The highly diverse bacterium Helicobacter pylori, which persistently colonizes the human stomach, provides models to study the role of genome plasticity in host adaptation. Within H. pylori populations from 2 colonized individuals, intragenomic recombination between cagA DNA repeat sequences leads to deletion or duplication of tyrosine phosphorylation sites in the CagA protein, which is injected by a type IV secretion system into host cells. Experimental coculture of gastric epithelial cells with the strains containing these naturally occurring CagA phosphorylation site variants induced markedly divergent host cell morphologic responses. Mutants were constructed in which a phosphorylation site was either added or deleted in the expressed CagA protein; coculture studies confirmed that the naturally occurring differences in CagA phosphorylation are responsible for the observed phenotypic variation. These findings indicate that within an individual host, intragenomic recombination between H. pylori repetitive DNA produces strain variants differing in their signals to host cells.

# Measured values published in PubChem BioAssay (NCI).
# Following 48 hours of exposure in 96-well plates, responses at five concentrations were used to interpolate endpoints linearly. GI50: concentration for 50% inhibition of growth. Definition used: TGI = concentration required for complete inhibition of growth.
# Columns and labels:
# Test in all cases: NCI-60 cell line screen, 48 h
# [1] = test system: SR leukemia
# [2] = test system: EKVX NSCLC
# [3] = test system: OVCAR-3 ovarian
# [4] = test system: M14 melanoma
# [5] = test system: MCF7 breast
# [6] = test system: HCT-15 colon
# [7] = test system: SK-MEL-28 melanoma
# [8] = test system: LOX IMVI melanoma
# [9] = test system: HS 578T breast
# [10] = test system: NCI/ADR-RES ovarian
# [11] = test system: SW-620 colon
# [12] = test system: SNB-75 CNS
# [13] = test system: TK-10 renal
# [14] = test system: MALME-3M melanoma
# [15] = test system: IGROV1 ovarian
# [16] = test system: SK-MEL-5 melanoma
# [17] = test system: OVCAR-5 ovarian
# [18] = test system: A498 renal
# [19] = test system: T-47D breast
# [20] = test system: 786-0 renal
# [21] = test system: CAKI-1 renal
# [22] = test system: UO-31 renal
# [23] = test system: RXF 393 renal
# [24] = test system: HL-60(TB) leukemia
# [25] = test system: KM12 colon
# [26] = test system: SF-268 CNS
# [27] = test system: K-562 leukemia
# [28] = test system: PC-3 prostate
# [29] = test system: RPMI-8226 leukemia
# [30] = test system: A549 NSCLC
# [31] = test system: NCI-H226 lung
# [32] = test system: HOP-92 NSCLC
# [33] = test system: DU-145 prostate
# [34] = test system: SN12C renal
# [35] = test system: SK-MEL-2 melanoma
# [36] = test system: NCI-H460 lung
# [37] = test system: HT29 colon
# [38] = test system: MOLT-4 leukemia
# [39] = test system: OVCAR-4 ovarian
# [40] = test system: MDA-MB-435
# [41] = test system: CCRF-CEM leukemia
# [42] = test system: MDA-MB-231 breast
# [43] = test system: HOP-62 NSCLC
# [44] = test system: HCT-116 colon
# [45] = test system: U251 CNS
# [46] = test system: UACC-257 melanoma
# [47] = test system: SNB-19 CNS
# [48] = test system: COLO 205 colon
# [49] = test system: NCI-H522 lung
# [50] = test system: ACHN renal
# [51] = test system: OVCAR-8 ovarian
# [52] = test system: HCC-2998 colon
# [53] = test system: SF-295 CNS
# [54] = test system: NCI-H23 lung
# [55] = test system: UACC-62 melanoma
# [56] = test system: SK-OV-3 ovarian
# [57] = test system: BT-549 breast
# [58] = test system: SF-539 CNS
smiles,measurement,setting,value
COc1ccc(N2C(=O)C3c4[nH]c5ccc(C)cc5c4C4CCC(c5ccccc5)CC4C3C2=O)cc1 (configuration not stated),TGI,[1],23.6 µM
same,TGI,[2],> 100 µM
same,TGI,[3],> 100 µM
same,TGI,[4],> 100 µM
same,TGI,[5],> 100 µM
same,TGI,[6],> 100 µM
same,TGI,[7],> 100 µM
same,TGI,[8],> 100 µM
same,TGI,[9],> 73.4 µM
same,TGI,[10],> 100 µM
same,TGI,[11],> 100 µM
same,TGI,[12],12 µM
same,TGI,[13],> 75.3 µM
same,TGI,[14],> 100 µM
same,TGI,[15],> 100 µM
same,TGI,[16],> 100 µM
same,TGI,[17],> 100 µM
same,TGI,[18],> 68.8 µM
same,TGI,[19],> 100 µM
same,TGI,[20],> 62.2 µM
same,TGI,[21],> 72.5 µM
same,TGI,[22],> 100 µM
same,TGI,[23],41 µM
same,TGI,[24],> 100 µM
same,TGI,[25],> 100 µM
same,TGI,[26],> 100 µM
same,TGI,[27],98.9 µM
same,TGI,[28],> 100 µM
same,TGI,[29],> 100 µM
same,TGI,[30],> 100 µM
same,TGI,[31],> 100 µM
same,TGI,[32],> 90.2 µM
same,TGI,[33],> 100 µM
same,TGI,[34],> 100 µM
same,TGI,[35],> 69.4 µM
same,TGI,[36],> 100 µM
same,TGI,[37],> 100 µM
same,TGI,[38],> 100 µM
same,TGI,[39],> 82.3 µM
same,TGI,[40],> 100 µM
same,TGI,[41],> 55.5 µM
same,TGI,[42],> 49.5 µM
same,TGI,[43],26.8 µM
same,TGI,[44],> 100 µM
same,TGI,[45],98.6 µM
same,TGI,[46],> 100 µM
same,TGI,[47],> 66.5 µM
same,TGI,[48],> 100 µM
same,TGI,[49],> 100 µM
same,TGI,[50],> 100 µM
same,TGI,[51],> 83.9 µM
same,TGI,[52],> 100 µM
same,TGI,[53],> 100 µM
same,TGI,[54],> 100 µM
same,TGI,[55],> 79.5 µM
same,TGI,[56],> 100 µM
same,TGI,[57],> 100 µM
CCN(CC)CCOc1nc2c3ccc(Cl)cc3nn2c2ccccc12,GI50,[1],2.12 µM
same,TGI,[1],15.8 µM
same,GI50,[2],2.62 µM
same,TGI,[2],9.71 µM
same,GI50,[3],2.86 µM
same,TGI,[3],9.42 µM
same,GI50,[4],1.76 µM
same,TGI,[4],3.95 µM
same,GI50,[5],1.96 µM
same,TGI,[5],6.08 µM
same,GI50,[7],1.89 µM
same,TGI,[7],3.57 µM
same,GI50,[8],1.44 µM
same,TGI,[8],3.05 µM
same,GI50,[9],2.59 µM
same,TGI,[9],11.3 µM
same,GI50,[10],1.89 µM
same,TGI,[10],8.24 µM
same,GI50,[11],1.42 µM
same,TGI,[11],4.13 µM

|Number of pages||11|
|Journal||Journal of Infectious Diseases|
|Publication status||Published - 2003 Aug 15|
Bibliographical noteFunding Information:
Received 26 September 2002; accepted 21 March 2003; electronically published 31 July 2003. Financial support: National Institutes of Health (grants R01 GM63270, R01 DK58587, and 5T32 AI07180-21, and the National Cancer Institute Cancer Core); Medical Research Service of the Department of Veterans Affairs. a R.A.A. and Y.L. contributed equally to this work. Reprints or correspondence: Dr. Yongchan Lee, Dept. of Internal Medicine, Div. of Gastroenterology, Yonsei University College of Medicine, Seodaemunku Shinchondong 134, Seoul, Korea 120-752 (firstname.lastname@example.org).
All Science Journal Classification (ASJC) codes
- Immunology and Allergy
- Infectious Diseases